Reconstruction Of Sparsely Sampled Seismic Data Via Residual U-Net And Earthquake Stress Drop For A Circular Crack In An Anisotropic Medium

Date

2021-08

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Abstract

Reconstruction of sparsely sampled seismic data is critical for maintaining the quality of seismic images when significant numbers of shots and receivers are missing. I present a reconstruction method in the shot-receiver-time (SRT) domain based on a residual U-Net machine learning architecture for seismic data acquired in a sparse 2D acquisition. The SRT domain retains a high level of seismic signal connectivity, which is likely the main data feature that most reconstruction algorithms rely on. I develop an “in-situ training and prediction” workflow by dividing the acquisition area into two separate subareas: a training subarea for establishing the network model using regularly sampled data, and a testing subarea for reconstructing the sparsely sampled data using the trained model. To establish a reference base for quantifying the reconstructed data, I devise a baseline reference using a small portion of field data. For a marine dataset, the average correlation between the true answers and the reconstructed missing traces is over 85% for regular missing traces, and over 77% for random missing traces, which is higher than that by the compressive sensing method (74%). The results show that my method can effectively learn the features of seismic data in the training process. My second line of research is on earthquake stress drop for a circular crack model in an anisotropic medium. The widely used circular crack model to infer earthquake stress drop assumes an isotropic background medium. Here, I study the effect of anisotropy on stress drop for a circular crack model. I obtain the static relationship between stress drop and slip for a circular crack model in an arbitrarily anisotropic medium. I then calculate the far-field waveforms to infer stress drop by assuming that the crack ruptures circularly and reaches the final displacement determined by the static solutions. Therefore, I can estimate the stress drops based on far-field waveforms. For a transversely isotropic medium with about 18% anisotropy, the misfit of inferred stress drop could be up to 43% if ignoring the possible anisotropy information. Hence, it is necessary to consider the medium anisotropy in stress drop estimation.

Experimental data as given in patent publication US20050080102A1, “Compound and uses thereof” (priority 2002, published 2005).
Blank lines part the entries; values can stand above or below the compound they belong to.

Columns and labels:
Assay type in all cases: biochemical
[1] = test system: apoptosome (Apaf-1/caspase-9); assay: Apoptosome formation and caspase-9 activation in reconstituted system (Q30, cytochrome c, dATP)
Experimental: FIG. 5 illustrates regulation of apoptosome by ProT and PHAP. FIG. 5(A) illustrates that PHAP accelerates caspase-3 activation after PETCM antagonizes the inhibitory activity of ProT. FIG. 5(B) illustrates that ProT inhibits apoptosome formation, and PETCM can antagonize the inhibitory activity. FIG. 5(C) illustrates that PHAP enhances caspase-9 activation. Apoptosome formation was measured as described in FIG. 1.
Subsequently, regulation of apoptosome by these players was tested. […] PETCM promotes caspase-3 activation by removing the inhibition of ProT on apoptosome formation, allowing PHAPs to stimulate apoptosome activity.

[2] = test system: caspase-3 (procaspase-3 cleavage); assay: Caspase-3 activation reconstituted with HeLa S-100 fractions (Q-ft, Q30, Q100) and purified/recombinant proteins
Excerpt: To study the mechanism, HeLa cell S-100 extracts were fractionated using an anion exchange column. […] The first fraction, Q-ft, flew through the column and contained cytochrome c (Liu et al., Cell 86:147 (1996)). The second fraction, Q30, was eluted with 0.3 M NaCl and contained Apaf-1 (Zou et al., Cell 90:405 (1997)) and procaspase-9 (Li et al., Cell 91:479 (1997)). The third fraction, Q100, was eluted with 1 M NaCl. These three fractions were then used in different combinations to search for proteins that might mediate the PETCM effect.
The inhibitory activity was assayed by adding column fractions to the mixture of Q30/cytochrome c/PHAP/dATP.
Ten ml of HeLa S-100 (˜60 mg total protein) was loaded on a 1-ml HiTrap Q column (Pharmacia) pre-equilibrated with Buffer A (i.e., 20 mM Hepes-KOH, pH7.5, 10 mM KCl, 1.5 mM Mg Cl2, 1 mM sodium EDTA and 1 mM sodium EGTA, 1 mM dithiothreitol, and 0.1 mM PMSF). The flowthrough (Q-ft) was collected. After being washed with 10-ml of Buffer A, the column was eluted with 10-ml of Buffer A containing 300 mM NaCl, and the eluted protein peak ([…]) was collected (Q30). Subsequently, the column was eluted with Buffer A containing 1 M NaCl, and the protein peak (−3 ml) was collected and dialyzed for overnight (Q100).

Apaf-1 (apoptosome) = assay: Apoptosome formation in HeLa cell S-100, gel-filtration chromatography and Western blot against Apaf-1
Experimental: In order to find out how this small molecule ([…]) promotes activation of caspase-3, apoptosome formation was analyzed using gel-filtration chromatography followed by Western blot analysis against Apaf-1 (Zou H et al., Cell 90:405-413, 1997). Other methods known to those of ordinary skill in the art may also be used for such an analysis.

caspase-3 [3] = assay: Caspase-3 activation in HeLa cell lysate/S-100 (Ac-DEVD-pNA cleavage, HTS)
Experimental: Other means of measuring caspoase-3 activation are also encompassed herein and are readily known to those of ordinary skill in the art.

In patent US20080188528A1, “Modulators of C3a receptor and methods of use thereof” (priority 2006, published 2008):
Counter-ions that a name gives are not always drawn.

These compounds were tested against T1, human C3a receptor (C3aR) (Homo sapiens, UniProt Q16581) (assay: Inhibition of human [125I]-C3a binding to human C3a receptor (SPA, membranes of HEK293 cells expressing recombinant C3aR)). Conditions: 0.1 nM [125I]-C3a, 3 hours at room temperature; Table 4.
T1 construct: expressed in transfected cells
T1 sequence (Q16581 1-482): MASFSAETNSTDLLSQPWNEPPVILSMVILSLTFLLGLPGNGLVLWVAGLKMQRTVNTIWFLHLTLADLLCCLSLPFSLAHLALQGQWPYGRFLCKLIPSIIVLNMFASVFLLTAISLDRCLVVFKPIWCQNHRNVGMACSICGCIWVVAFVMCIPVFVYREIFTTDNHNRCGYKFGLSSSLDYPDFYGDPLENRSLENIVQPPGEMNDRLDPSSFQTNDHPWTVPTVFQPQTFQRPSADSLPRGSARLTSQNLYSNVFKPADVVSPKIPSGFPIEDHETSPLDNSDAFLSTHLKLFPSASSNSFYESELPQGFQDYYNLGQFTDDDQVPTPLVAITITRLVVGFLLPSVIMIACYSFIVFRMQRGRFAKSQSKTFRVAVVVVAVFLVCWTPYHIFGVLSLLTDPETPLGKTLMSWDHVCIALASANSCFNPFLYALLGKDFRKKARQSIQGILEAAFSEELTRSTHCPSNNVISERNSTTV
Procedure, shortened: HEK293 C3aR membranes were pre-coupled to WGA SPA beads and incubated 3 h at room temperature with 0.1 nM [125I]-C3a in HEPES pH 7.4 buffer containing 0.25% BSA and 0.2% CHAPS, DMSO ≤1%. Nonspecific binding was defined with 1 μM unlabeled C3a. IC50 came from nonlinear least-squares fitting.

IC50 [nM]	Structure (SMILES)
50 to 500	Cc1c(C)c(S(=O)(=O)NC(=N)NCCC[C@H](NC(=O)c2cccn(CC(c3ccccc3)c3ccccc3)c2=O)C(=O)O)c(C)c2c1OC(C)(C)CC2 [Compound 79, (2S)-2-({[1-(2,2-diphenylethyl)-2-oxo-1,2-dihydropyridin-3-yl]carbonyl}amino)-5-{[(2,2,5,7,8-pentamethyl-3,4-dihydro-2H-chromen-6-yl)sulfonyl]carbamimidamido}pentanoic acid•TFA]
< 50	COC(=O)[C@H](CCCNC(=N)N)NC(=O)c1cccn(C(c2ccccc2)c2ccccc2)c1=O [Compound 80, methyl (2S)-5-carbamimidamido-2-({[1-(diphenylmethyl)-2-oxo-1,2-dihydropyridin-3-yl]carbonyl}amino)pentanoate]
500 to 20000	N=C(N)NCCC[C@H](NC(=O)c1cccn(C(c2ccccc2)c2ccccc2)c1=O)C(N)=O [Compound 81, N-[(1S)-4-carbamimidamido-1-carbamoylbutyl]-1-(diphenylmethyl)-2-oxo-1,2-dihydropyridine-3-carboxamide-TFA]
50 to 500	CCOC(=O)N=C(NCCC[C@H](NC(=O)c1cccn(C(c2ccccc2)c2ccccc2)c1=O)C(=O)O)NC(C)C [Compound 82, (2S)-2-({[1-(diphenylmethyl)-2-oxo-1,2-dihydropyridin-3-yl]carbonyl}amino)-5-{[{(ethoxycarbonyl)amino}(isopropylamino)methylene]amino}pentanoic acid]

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Keywords

Reconstruction, Convolutional neural network, Stress drop

Citation

Portions of this document appear in: Tang, Shuhang, Yinshuai Ding, Hua-Wei Zhou, and Heng Zhou. "Reconstruction of sparsely sampled seismic data via residual U-Net." IEEE Geoscience and Remote Sensing Letters 19 (2020): 1-5.